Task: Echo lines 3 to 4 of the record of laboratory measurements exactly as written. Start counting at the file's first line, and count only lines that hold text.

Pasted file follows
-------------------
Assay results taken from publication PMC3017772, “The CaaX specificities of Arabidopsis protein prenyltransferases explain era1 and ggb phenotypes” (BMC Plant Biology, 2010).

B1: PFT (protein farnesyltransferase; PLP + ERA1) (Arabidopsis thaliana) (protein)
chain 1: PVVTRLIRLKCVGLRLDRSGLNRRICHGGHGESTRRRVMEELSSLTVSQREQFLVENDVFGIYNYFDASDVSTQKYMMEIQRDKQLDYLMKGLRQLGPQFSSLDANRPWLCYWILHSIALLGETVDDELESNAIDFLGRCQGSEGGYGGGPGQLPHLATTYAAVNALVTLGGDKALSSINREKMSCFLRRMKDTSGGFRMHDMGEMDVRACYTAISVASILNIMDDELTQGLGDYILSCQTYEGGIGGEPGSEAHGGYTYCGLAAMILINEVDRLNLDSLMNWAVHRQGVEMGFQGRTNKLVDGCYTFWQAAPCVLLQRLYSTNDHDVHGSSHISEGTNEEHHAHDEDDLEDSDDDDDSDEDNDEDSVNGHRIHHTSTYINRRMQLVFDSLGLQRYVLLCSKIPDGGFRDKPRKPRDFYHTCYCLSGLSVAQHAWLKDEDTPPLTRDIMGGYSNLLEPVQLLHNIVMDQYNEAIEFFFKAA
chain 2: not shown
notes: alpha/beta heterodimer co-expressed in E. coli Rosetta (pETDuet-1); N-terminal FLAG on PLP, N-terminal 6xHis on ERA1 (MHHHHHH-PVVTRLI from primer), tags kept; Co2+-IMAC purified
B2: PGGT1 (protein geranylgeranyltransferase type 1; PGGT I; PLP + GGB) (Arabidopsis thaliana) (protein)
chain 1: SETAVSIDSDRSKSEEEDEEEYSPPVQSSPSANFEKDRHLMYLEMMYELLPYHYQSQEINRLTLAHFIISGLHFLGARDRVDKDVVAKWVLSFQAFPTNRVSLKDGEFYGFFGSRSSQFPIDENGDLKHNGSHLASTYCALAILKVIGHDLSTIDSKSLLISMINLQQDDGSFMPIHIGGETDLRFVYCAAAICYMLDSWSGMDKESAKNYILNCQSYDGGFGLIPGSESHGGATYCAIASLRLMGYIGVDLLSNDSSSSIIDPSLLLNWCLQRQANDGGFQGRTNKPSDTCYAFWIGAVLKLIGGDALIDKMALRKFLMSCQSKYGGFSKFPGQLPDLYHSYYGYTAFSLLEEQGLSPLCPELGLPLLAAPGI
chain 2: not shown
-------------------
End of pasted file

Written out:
chain 1: PVVTRLIRLKCVGLRLDRSGLNRRICHGGHGESTRRRVMEELSSLTVSQREQFLVENDVFGIYNYFDASDVSTQKYMMEIQRDKQLDYLMKGLRQLGPQFSSLDANRPWLCYWILHSIALLGETVDDELESNAIDFLGRCQGSEGGYGGGPGQLPHLATTYAAVNALVTLGGDKALSSINREKMSCFLRRMKDTSGGFRMHDMGEMDVRACYTAISVASILNIMDDELTQGLGDYILSCQTYEGGIGGEPGSEAHGGYTYCGLAAMILINEVDRLNLDSLMNWAVHRQGVEMGFQGRTNKLVDGCYTFWQAAPCVLLQRLYSTNDHDVHGSSHISEGTNEEHHAHDEDDLEDSDDDDDSDEDNDEDSVNGHRIHHTSTYINRRMQLVFDSLGLQRYVLLCSKIPDGGFRDKPRKPRDFYHTCYCLSGLSVAQHAWLKDEDTPPLTRDIMGGYSNLLEPVQLLHNIVMDQYNEAIEFFFKAA
chain 2: not shown